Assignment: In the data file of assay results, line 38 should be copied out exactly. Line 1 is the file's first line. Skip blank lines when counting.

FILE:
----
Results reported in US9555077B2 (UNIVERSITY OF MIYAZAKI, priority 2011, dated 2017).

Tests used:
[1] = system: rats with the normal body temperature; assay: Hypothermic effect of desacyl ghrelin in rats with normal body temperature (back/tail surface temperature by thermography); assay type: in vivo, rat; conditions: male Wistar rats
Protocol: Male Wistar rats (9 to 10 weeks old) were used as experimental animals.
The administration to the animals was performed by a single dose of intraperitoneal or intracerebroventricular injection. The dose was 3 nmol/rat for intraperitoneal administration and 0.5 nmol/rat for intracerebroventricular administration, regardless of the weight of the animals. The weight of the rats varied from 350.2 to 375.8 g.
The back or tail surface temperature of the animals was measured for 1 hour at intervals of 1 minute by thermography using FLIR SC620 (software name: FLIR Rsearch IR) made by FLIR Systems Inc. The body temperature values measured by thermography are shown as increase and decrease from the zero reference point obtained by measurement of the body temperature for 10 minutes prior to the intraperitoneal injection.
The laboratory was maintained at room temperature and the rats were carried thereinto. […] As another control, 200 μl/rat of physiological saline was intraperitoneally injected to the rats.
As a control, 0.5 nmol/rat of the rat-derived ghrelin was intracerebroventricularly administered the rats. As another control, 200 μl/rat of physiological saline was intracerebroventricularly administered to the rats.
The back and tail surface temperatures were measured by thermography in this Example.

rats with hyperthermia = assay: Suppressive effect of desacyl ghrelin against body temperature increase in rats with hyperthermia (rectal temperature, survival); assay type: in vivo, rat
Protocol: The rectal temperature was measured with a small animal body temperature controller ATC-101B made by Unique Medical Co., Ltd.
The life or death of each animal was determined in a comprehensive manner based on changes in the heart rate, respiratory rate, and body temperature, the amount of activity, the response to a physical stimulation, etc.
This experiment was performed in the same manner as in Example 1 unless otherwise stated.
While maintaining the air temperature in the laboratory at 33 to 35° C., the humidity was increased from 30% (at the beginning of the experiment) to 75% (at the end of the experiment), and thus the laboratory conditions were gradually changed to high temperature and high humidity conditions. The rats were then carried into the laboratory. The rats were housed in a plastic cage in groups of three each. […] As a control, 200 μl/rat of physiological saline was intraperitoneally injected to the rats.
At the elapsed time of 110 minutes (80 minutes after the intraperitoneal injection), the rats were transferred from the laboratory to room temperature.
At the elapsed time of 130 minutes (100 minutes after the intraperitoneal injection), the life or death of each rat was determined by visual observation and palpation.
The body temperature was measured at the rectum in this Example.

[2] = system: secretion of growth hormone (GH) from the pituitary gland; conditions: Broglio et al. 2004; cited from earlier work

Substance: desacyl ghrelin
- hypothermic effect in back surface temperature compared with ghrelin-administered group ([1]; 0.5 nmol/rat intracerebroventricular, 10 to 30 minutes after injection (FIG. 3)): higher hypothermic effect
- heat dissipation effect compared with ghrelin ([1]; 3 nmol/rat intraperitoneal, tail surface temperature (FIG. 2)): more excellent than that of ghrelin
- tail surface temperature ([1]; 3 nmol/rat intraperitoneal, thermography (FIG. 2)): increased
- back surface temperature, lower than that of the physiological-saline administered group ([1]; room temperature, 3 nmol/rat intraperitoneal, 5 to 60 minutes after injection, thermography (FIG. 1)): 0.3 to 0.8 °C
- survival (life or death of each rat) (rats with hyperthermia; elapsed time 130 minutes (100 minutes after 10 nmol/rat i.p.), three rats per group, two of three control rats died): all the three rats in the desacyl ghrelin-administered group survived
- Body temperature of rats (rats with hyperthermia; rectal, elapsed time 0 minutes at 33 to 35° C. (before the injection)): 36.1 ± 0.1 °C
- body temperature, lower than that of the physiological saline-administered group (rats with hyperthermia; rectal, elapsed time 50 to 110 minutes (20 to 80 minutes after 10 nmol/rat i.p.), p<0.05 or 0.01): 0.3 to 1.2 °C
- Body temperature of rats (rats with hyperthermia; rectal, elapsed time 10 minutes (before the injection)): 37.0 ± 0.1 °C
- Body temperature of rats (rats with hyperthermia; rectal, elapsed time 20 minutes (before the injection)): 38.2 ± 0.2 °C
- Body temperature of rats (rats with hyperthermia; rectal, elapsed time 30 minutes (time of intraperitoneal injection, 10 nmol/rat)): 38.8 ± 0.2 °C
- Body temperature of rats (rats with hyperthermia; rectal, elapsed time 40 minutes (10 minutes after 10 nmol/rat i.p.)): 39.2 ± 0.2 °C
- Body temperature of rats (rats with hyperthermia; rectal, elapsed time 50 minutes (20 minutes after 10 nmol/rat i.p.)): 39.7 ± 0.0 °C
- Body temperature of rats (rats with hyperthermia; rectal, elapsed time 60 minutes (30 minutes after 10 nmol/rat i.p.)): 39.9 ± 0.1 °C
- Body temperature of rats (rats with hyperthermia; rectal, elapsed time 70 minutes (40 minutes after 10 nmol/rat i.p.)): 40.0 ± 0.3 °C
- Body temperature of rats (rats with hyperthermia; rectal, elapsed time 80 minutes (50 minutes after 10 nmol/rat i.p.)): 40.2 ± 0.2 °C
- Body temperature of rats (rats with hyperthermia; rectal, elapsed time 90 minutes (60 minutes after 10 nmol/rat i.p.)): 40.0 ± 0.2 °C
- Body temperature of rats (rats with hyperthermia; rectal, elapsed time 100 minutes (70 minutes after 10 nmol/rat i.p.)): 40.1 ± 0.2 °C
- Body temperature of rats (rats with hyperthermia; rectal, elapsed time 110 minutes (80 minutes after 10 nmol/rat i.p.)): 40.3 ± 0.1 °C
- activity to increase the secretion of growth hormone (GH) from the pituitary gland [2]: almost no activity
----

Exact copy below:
- activity to increase the secretion of growth hormone (GH) from the pituitary gland [2]: almost no activity